Civil engineers must focus on heritage conservation: S. Subbaraman, Padma Shri Awardee

Civil engineers must focus on heritage conservation: S. Subbaraman, Padma Shri Awardee

February 4, 2023

Retired Superintending Archaeological Chemist stresses on preserving two heritage buildings — Lansdowne and Devaraja Market in city

Mysore/Mysuru: S. Subbaraman, well-known Archaeological Chemist, said that ‘more and more civil engineers should focus on conservation of heritage.’ Subbaraman, who is one among eight persons from the State selected for Padma Awards, addressed a gathering of civil engineers, after being felicitated on the second day of the two-day National Seminar on ‘Innovative Infra in Civil Engineering’ organised by Association of Consulting Civil Engineers-India (ACCE-I), Mysore Centre, at Mysore Builders Charitable Trust (MBCT) premises in city this morning.

Subbaraman, who retired as Superintending Archaeological Chemist, Archaeological Survey of India (ASI) and resides in Mysuru, referred to the need to preserve two heritage buildings (Lansdowne opposite City Bus Stand and Devaraja Market on Sayyaji Rao Road) in Mysuru city and the need of qualified engineers in the conservation of these two buildings.

Recalling his works involving the conservation of murals and paintings at Ajanta Caves in Maharashtra, Angkor Wat temple complex in Cambodia, Chola and Nayaka era paintings at Brihadeeshwar Temple in Tanjore, Tamil Nadu and Buddhas of Bamiyan (the two big statues in Afghanistan), Subbaraman left the gathering in splits of laughter, as he began with a one-liner ‘My Career Lay in Monuments, Not in Ruins.’

“I went to Ajanta in February 1955 and as I walked on the winding pathway, my heart skipped the beat as it was a lovely sight,’ he said.

S. Subbaraman, retired Superintending Archaeological Chemist, Archaeological Survey of India (ASI), who was recently chosen for ‘Padma Shri’ award from Mysuru, being felicitated during the second day of the two-day ‘RACE-23’ National Seminar organised by ACCE(I), Mysore Centre, at Mysore Builders Charitable Trust premises in city this morning. He is seen with (standing from left) Engineers Badarinath, Vijaya Vittal, Vijaya Vishnu Mayya – Secretary General ACCE(I), Dr. N. Ramprakash, Sandeep Shirhedkar – VP, ACCE(I) West, Dr. M.U. Aswath – Immediate Past President, ACCE(I), K.R. Garudadhwajan – Founder-Member, ACCE(I), H.S. Deepak – Chairman, ACCE(I), Mysore Centre, Dr. G.P. Chandradhara – Chairman, RACE-23, S. Shashiraj – Hon. Secretary, ACCE(I), Mysore Centre and Dr. P. Nanjundaswamy – Hon. Secretary, RACE-23.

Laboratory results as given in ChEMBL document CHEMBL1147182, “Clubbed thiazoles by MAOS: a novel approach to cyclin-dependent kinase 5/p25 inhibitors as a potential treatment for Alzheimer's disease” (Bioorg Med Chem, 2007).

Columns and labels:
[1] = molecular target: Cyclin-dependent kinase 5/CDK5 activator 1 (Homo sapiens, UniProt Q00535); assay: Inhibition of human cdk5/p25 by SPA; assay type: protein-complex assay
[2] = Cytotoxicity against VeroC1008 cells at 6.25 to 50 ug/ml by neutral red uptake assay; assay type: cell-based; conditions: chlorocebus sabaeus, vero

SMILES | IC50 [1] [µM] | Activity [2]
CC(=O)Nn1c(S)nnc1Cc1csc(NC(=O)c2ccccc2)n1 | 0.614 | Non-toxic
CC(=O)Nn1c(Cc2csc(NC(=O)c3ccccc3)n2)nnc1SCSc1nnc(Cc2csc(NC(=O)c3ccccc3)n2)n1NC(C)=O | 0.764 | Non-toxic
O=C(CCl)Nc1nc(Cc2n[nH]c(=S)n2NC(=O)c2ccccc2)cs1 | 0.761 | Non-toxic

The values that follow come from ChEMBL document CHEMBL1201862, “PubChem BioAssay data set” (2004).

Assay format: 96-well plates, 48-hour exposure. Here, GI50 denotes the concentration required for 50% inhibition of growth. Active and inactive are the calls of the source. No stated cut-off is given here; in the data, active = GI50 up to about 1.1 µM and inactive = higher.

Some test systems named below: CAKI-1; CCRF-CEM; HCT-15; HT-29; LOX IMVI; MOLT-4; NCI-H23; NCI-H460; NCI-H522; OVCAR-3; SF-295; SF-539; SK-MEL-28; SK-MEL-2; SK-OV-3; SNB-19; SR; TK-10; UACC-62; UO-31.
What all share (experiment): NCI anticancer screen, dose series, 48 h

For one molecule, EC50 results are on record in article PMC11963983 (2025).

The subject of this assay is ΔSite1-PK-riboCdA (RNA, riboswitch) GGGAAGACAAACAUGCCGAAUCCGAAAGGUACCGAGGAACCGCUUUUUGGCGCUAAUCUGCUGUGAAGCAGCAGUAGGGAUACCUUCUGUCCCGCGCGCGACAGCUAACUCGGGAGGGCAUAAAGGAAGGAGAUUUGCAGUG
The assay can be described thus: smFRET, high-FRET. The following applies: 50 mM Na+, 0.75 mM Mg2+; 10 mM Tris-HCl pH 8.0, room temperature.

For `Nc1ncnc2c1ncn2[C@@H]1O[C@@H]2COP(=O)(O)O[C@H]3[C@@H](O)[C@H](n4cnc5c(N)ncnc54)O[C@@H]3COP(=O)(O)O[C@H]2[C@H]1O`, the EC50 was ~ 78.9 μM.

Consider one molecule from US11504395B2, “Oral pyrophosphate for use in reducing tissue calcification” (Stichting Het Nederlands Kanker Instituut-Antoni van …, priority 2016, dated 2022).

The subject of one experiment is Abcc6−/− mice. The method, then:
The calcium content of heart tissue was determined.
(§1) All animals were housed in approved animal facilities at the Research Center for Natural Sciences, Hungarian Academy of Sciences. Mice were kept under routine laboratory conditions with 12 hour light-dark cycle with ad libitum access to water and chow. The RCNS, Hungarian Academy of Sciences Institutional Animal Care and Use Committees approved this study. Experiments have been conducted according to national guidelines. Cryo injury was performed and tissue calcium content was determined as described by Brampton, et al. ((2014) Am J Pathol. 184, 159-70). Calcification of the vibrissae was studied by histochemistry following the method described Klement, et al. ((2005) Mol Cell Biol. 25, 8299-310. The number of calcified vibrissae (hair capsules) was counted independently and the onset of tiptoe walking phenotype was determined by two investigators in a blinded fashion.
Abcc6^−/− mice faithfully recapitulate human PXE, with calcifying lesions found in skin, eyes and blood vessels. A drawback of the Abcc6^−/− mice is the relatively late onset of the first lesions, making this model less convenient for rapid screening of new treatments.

“Ajanta is described as the acme of Art in India, as it depicts the Jataka story. The early life of Buddha, with entire gamut of human emotions have been beautifully depicted. The figures have three dimensional (3D) effect. It was indeed a prestigious challenge to work on those paintings,” reminisced the 94-year-old Subbaraman. But the credit of making first attempt towards conservation of paintings here (Ajanta) goes to Nizam of Hyderabad, he said. At Bamiyan in Afghanistan, we worked on two Buddha statues, from 1969 to 1977, visiting the site for four months every year due to cold weather. They were later handed back to then Afghanistan Government by the then External Affairs Minister of India Atal Bihari Vajpayee (who later served as Prime Minister of India).

“I still remember the very first sentence of Vajpayee — Bamiyan Aakar Hamaara Afghan Yatra To Teerth Yatra Ban Gaya (After coming to Bamiyan, our tour to Afghanistan turned into a pilgrimage). However, the same statues were brought down by Taliban in 2001,” rued Subbaraman.

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ACCE(I) Mysore Centre Chairman H.S. Deepak, ACCE(I) Honorary Secretary S. Shashiraj, RACE-23 Chairman and Professor, Department of Civil Engineering, Sri Jayachamarajendra College of Engineering, Mysuru, Dr. G.P. Chandradhara, RACE-23 Hon. Secretary Dr. P. Nanjundaswamy and others were present.


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